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Steering Obese Children Away From Ribs, Toward Radishes

Obesity rates among low-income preschoolers nationwide have declined in 19 states. That’s after decades where the rates increased. In Oregon, obesity rates in young children haven’t declined, but they leveled off. What does it take to help a child lose weight and develop good habits?

Diana Davis lives in Redmond and works at Bi-Mart. She’s the guardian for her grandson, 10-year-old Tony Davis. And she’s worried, because he has a body mass index in the 95th percentile. 

Diana Davis sought weight-loss help for her 10-year-old grandson, Tony, who was being bullied for being overweight.

Diana Davis sought weight-loss help for her 10-year-old grandson, Tony, who was being bullied for being overweight.

Kristian Foden-Vencil/OPB

“Tony has a lot of self-esteem issues going on,” Davis says. “And a lot of it has to do with his obesity. And he’s been being bullied a lot. Severe bullying.”

“There’s these kids at school that hate me — like literally hate me,” adds Tony. “And they would be really rude to me, bully me. Hurt me.”

“The worst issue was him being point-blank hit by a football in his chest,” Davis says. “He asked the kids to stop. They did it again. Then he told them to stop again.”

Davis says she turned to the St. Charles Family Care center for help.  So what does Tony think about visiting a doctor about weight loss and bullying? “I’m like yeah. I get someone to actually talk to about stuff,”  Tony says.

He says talking to a doctor is different from talking to another adult — and grandma agrees. 

“They’re not judgmental,” Davis says. “So I look at it and I’m like, ‘What did you do?’ And he says, ‘I didn’t do anything, they came at me.’ So it seems like, they’re very open to what he has to say. And then, where I’m lost, I don’t know what to do, they have different ways of helping us.”

They started by limiting his food intake and video games. But grandma says, it didn’t work. 

Davis explains: “All of a sudden I wasn’t just dealing with a child that was overweight and a child that was being bullied. Now … he was becoming angry, he was saying, ‘This isn’t fair. Why does everybody get this this and this, but I only get this.’ And then he started sneaking food. And so now I’ve got a child that’s sneaking and lying that wasn’t doing this before. And I’m like: ‘We’ve got to try different approaches.’”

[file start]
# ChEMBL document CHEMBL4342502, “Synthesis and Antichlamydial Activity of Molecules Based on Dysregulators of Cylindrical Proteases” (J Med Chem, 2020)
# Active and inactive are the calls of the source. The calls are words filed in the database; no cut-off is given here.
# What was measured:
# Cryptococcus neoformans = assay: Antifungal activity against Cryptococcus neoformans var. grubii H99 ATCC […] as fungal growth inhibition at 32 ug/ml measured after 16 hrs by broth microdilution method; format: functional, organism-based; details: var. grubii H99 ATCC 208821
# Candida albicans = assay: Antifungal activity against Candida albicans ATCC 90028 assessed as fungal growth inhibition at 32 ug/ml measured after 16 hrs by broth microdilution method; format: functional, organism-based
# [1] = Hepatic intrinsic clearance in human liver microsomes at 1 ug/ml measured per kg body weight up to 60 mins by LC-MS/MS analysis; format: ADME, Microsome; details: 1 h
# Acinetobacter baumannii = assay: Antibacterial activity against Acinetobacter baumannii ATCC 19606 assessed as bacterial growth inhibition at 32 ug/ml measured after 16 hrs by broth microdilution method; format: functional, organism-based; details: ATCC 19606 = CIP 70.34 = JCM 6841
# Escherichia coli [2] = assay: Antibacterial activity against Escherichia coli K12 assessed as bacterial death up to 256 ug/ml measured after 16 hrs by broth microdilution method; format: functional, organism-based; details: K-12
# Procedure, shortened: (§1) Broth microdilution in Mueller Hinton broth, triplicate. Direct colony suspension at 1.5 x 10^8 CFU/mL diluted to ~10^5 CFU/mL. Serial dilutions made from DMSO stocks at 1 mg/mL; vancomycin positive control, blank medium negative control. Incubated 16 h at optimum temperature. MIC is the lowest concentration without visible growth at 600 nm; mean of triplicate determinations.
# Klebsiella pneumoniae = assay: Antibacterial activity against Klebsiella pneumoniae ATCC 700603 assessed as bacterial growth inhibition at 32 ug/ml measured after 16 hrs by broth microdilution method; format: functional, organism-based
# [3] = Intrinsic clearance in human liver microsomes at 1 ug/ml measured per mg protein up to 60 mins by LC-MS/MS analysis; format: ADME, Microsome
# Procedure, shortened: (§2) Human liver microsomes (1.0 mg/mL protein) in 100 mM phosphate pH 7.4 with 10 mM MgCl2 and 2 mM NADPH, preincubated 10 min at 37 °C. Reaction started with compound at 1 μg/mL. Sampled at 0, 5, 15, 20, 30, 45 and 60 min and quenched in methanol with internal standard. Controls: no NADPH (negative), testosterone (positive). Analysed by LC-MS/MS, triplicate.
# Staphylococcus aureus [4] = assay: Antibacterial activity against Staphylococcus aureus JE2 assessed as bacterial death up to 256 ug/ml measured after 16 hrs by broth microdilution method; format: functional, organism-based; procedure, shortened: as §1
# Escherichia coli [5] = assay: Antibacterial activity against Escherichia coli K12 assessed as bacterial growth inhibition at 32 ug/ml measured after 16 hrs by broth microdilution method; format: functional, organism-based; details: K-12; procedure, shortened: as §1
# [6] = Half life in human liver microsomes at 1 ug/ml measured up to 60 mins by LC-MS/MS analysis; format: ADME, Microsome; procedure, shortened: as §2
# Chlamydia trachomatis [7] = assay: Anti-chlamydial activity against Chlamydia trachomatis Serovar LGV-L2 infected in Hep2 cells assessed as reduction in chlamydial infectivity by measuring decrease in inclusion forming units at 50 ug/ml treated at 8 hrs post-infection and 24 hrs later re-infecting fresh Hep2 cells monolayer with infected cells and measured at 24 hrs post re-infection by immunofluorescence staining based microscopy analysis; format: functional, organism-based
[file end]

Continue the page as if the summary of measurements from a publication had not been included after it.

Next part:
So they did. They enrolled Tony in a summer parks and rec program, where grandma says he swims, hikes and fishes nine hours a day, five days a week. Then, when he gets home, he’s allowed to play video games. She says that made things a lot easier. It’s too early to tell whether this is working for Tony yet, in terms of weight loss. 

A new study released this week by the Centers for Disease Control and Prevention shows that some states are having success fighting early childhood obesity.  A spokesman from the Oregon Health Authority says while the obesity statistics didn’t go down here, they didn’t increase — as in three other states — so that’s still encouraging.  Swanson says there are some things successful states have in common. 

“You know, policy change in school lunches … environmental changes to make exercise more accessible near people’s homes,” says Swanson. “I mean not that Oregon is so behind the curve in all those things. But when you talk about all the multiple systems it really takes in order to influence the health behaviors within a family system or within a community, it takes a lot of time.”

Back in Redmond, Diana Davis says it’s not easy to change a family’s habits. Her husband is skinny, so he’s apt to walk into the house after a long day at work with a bag of chips and a beer — and plonk himself down at the computer.  

“I’ve told him, if you’re going to bring stuff in the house, you need to hide it,” explains Davis. “You need to not eat it in front of him or me. It’s the way it’s going to be. Because it’s not fair. I love chocolate. So what does he walk in? Ding-Dongs. It’s not fair. I don’t get the Ding-Dongs. So I go, ‘You do not show it.’ You try to change a man his age. I just doesn’t happen, no matter how hard you try!”

I tried to reach Davis’s husband, but he didn’t call back.  Tony’s doctor, Nathan Thompson, says lifestyle changes like eating healthily work best when everyone in a family participates. 

“It’s hard to predict great success unless the whole family does,” explains Dr. Thompson.

But Tony’s psychologist, Doctor Kim Swanson, says that doesn’t mean Tony and his grandma should just give up. 

“I think the best avenue is compromise,” he says, “and I think that Di’s done a really great job of striving to get to some level of compromise.” 

Diana Davis says, “I told him, it’s going to be him and me. It’s going to be him and me.” 

The CDC study did’t say why obesity rates may be changing. But it found several factors at work, including: an increase in breastfeeding; a renewed emphasis on healthier food and increased physical activity; as well as the inclusion of healthier produce in federally subsidized food packages. 

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